Technology enhanced learning environments in higher education: A cross-discipline study on teacher and student perceptions
Journal of University Teaching and Learning Practice
Teacher and student perceptions of using technology enhanced learning (TEL) in higher education have received growing attention, particularly during COVID-19, however existing studies are mainly discipline-specific. This study adopts a holistic cross-disciplinary approach. It compares teacher and student perceptions on defining TEL, promotors and barriers for its use, and solutions offered for better use of TEL in the future. Both qualitative and quantitative data were collected from an Australian university. A total of 75 teachers and 48 students completed an online survey, and of these participants, 24 teachers and 29 students participated in follow-up focus group interviews that included Kahoot! surveys. Quantitative results show that teacher and student perceptions on TEL were generally aligned except that self-reported technology savviness and confidence was rated higher than how students and staff rated each other. Qualitative analyses reveal that both teachers and students identified the main promoters for TEL as being: modern and expected in higher education, while being equalising, efficient, engaging, authentic, collaborative and flexible. The common barriers for using TEL were identified as fear, time, organisational culture, knowledge and technical/support issues, along with the perceived pitfalls of distraction, and superficial student learning. Solutions offered for TEL in the future from staff focused on the institution and a desire for strategic, pedagogical and holistic approaches, while students focussed on the accessibility, flexibility and collaborative potential of TEL. This cross-discipline pre-COVID-19 study of TEL perceptions offered by teachers and students has contributed to knowledge in this area by identifying barriers and solutions for TEL common to all disciplines that have the potential to be applied to whole of institution strategic approaches for the more effective use of TEL in teaching and learning in higher education. Student accessibility to TEL and the development of pedagogically sound digital learning resources bringing together educational developers and discipline experts are of particular relevance during and post-COVID-19.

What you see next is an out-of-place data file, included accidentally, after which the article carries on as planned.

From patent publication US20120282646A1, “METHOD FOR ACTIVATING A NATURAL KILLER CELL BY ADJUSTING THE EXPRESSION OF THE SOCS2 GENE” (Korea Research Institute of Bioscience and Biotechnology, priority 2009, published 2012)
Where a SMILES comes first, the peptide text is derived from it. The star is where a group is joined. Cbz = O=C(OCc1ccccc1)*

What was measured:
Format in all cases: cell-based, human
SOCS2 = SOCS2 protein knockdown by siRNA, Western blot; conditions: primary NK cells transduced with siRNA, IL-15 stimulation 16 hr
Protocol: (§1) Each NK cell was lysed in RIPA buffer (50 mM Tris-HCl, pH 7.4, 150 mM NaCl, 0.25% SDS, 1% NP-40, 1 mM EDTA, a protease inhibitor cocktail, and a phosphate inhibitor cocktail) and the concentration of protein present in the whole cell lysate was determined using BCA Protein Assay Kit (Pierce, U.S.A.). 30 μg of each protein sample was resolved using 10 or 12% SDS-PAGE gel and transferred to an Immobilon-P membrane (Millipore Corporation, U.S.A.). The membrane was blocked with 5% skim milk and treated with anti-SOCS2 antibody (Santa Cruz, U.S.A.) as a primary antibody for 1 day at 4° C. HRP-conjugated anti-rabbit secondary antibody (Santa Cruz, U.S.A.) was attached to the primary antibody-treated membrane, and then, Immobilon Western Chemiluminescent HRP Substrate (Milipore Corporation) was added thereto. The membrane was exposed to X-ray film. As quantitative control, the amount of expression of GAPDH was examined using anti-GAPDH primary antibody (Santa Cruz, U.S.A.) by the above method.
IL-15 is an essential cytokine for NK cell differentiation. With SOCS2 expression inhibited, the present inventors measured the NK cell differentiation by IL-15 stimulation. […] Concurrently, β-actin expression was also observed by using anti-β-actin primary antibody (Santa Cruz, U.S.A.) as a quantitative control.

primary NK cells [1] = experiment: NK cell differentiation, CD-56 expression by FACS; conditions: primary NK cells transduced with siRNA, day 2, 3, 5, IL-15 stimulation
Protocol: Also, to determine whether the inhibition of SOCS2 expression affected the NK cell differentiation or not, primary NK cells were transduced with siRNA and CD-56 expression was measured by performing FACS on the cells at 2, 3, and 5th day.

Open Access Status
This publication is not available as open access